By Tim Kalinowski
Tom Koostra, chair of Alberta Milk, does not mince words when it comes to his feelings about the concessions Canadian negotiators made on dairy market access coming out of the USMCA agreement.
“I am not surprised there was an agreement on dairy, but I think it went one step too far,” he says. “Giving up market access was one thing, but the dismantling of Class 7, and oversight on how we manage our own domestic industry, and our potential to export a limited amount of dairy products elsewhere— that’s problematic … In my mind, the federal government has surrendered its sovereignty over trade negotiation, specifically Canadian dairy policy, to the administration in the USA.”
Koostra says not many Alberta dairy producers would vote for the Liberals anyway, but he predicts a consequence for them in selling Canadian dairy producers down the river in vote-rich Ontario and Quebec.
“The U.S. problem is one of over production,” he states bluntly. “And rather than challenge their producers to manage to what the market was, they just looked north and hoped we would take some more to take the pressure off them. But the average American dairy farmer isn’t going to see any appreciable improvement in his bottom line with this trade deal. It is going to impact the Canadian producers moreso … I recognize the Canadian government was in a tough position, but it is frustrating for us we seem to be the ones who have to give up the most in this trade deal.”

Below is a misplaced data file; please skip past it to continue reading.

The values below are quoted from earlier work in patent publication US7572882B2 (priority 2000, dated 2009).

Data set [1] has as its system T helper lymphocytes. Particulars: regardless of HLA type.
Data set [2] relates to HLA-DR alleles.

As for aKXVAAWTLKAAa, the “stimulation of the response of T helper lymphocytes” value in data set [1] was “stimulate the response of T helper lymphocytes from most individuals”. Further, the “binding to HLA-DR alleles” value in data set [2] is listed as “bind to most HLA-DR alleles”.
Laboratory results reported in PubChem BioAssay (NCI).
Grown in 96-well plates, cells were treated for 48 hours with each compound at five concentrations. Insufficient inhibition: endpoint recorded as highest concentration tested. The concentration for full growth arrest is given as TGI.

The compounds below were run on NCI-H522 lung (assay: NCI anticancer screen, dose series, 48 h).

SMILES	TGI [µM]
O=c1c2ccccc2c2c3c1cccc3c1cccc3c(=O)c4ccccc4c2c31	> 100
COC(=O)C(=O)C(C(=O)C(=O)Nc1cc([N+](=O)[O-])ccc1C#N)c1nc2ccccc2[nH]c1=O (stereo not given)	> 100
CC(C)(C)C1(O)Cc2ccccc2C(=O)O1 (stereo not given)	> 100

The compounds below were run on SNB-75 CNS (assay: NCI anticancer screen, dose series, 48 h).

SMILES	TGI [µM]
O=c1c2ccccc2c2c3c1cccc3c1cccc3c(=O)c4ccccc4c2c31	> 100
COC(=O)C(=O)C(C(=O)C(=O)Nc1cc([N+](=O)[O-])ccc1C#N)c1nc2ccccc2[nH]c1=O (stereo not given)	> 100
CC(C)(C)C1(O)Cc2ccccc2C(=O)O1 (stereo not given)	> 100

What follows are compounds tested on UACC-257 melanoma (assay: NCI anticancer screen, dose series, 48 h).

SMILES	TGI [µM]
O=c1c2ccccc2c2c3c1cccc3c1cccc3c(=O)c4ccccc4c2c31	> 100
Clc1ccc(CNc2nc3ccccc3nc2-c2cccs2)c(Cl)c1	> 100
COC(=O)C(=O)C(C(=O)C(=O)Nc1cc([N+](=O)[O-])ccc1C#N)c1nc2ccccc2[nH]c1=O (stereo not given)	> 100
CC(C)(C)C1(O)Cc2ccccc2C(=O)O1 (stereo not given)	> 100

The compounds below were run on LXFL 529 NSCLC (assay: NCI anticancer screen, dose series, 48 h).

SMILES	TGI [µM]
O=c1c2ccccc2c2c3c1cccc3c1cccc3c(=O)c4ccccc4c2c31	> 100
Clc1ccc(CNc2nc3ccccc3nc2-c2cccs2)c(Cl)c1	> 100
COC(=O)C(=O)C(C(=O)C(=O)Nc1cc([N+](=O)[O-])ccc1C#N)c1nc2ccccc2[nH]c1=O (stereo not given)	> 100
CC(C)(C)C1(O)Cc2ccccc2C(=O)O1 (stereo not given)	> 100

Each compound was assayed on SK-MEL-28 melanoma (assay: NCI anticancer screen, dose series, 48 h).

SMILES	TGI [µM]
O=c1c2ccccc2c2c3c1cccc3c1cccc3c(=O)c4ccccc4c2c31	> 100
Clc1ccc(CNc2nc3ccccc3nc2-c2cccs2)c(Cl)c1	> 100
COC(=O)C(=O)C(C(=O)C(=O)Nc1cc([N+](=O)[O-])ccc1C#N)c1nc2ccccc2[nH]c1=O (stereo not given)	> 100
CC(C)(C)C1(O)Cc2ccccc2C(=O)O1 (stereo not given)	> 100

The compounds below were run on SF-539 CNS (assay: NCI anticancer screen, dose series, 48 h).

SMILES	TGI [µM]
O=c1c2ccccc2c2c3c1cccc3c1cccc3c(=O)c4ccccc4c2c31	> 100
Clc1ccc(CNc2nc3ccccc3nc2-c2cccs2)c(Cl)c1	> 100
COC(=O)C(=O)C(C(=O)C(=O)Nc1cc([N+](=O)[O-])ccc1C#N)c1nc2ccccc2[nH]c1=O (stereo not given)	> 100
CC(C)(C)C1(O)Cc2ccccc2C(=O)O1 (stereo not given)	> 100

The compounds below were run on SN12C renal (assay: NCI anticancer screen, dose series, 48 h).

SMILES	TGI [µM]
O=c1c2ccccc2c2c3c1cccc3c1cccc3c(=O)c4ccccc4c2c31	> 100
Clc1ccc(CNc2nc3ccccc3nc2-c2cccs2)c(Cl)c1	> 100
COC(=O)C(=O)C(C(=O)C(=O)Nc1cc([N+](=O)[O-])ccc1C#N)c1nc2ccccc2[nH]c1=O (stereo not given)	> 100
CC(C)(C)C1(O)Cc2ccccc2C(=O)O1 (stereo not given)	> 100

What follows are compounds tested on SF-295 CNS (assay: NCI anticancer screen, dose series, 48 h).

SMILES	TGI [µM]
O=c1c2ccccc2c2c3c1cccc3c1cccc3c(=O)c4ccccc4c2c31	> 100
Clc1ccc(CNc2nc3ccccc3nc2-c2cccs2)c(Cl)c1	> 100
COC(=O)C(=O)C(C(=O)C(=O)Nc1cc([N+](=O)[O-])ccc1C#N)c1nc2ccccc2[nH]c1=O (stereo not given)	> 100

And it isn’t just the USMCA, says Koostra, it is the cumulative impact of dairy concessions in the USMCA, the CPTPP and CITA which has Canadian milk producers seeing red.
“We anticipate a market growth of two per cent annually,” explains Koostra. “Part of that is driven by population growth and the other by increased consumption of dairy products. If your market if only growing by two or three per cent, and under this agreement we are giving up 3.59 per cent— and under the CTPP we gave up 3.25 per cent. That’s just about seven per cent right there; so with those two numbers the growth in the market will not be filled by Canadian producers. So we are helping farmers from around the world, but we’re continuing to erode the potential market for Canadian producers.”
Koostra says the dairy industry is still weighing its options and waiting to see what comes of the promises the Canadian government has made for compensation, but it is a bitter pill to have to swallow all around.
“At this point, I am not clear what our options are going forward,” he admits. “Justin Trudeau and Chrystia Freeland assure us there will be compensation before this trade agreement is implemented. But us dairy farmers were not looking for compensation, we were looking forward to produce to the Canadian market; so Canadian consumers can be supplied with Canadian homegrown dairy goods. That’s what we wanted.”